TFCA Friday: Week of March 24

March 24, 2023

The Colour of Ink | Photo by Brian D. Johnson

Welcome to TFCA Friday, a weekly round-up of film reviews and articles by TFCA members.


In Release this Week

88 (dir. Eromose)


“There are few thrills in this thriller, though Femi occasionally ventures outside the campaign office and his home, including a visit to a dying old conspiracy theorist and writer (Jonathan Weir). Later, he meets a Deep Throat figure from a secret counter group, who is determined to let the whole plot come to fruition so they can expose it,” notes Liam Lacey at Original Cin. “There’s even one of those absurd scenes where Femi calls his friend Ira to his garage at 5 am, so he can display one of those Beautiful Mind-type cork board demonstrations with strings of yarn connecting bits of paper, which looks like a kit you can buy from Paranoiacs Art Supplies.”


The Colour of Ink (dir. Brian D. Johnson 🇨🇦)


At Zoomer, Brian D. Johnson elaborates on his process and his journey from writing about films to making them—and then writing about them, too: “Ink is our oldest visual medium, and typically used to send a message, to leave a mark on some near or distant future,” writes Johnson. “But Logan’s ink flows both ways: It carries a story of the place it comes from. Purple ink made from wild grapes picked along a rail path near his home in Toronto evokes memories of his mother, who died when he was nine. She introduced him to grapevines by the train tracks near their home in rural Ontario. The tracks scared him, but he saw the grapes as a kind of magic portal.”


At POV Magazine, Liam Lacey speaks with Brian D. Johnson and profiles his portrait of ink and artisans. “Jason was the compass needle of the narra­tive, the one who determines where the story is going to go, where we’re going to travel and who we’re going to meet. He’s someone who’s always on a quest for something, but he doesn’t know what he’s looking for,” Johnson tells Lacey. “For a documentary film­maker, that’s gold. You can script, plan, and schedule all you like but, in the end, all you’re looking for is a moment that you never saw coming.” Lacey also looks at the film for Original Cin, noting, “The film, following Logan’s urban forager example, promotes a heightened attention to the interconnectedness of things and reminds us how fundamental creativity is to human nature.”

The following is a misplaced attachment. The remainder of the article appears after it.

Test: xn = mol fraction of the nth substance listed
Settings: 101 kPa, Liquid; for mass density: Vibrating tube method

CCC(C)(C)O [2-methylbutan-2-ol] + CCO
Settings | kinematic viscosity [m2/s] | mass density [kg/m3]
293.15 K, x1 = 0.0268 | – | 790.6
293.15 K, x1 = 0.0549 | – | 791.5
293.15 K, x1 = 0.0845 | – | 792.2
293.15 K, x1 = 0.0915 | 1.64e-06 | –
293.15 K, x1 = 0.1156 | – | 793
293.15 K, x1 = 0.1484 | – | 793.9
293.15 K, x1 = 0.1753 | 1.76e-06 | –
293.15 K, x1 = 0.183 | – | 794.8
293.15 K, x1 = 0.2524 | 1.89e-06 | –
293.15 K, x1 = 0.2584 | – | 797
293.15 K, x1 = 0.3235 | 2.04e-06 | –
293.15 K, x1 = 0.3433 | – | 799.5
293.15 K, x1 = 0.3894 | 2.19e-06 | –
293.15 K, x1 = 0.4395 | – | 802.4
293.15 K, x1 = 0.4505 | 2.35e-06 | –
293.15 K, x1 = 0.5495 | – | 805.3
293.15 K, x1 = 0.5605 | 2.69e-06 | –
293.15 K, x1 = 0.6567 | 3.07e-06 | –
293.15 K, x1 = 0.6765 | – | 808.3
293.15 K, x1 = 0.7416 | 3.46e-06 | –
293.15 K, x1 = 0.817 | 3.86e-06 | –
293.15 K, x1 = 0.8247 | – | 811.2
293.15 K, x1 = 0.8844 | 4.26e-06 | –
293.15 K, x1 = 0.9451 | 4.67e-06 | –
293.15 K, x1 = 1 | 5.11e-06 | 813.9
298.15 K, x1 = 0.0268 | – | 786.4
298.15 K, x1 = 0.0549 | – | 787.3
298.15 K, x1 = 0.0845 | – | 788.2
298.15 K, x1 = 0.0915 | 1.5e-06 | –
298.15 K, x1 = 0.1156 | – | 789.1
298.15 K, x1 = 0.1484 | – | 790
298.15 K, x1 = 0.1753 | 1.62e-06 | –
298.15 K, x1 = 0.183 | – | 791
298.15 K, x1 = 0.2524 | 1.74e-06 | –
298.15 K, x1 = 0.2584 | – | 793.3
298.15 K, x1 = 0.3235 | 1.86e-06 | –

“Despite the off-putting sound of the doc’s title (don’t let the title discourage you from picking this film), director Johnson has brought the subject to life bringing forth insight, knowledge and with the additional bonus of entertainment,” advises Gilbert Seah at Afro Toronto.


“Although The Colour of Ink rightly concentrates on the lovely work being created by Jason Logan, his personal life is also revealed. When Jason was young, an intimate documentary was made about his mother Pat, who was dying of cancer,” notes Marc Glassman at Classical FM. “The excerpts we see leave us a moving impression of a boy and his family having to cope with such a tragedy. As an adult, Jason is married to a highly regarded novelist and in a couple of scenes, they are shown as being parents to a lively group of children. The film ends with them at the Lesley Spit, merrily gathering rocks and branches and insects, all grist for Jason’s ink-making mill. They’re a family of creators using our environment in the best possible way.”